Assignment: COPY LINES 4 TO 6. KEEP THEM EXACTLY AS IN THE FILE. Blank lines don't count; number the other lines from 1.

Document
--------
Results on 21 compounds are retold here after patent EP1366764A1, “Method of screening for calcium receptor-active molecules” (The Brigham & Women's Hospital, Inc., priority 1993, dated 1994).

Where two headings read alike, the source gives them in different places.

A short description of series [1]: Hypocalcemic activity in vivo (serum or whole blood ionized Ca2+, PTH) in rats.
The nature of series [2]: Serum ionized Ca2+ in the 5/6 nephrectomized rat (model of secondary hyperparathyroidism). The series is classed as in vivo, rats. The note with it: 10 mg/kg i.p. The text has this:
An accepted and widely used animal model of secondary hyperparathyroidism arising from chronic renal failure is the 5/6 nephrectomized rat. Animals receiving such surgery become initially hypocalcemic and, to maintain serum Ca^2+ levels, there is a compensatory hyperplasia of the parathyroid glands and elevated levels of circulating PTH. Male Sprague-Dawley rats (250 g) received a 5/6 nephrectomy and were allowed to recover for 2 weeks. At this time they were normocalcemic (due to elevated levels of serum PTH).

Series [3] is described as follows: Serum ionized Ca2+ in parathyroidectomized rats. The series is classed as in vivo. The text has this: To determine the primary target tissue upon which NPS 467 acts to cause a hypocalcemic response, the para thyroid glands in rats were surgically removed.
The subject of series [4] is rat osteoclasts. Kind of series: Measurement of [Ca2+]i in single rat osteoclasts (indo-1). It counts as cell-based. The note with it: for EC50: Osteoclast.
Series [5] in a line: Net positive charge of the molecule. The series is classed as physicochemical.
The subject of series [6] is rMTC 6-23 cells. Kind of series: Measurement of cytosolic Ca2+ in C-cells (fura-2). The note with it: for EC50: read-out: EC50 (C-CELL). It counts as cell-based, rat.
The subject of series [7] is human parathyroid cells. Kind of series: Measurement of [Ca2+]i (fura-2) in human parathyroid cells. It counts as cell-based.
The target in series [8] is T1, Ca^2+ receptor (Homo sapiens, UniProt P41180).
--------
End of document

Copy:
The nature of series [2]: Serum ionized Ca2+ in the 5/6 nephrectomized rat (model of secondary hyperparathyroidism). The series is classed as in vivo, rats. The note with it: 10 mg/kg i.p. The text has this:
An accepted and widely used animal model of secondary hyperparathyroidism arising from chronic renal failure is the 5/6 nephrectomized rat. Animals receiving such surgery become initially hypocalcemic and, to maintain serum Ca^2+ levels, there is a compensatory hyperplasia of the parathyroid glands and elevated levels of circulating PTH. Male Sprague-Dawley rats (250 g) received a 5/6 nephrectomy and were allowed to recover for 2 weeks. At this time they were normocalcemic (due to elevated levels of serum PTH).

Series [3] is described as follows: Serum ionized Ca2+ in parathyroidectomized rats. The series is classed as in vivo. The text has this: To determine the primary target tissue upon which NPS 467 acts to cause a hypocalcemic response, the para thyroid glands in rats were surgically removed.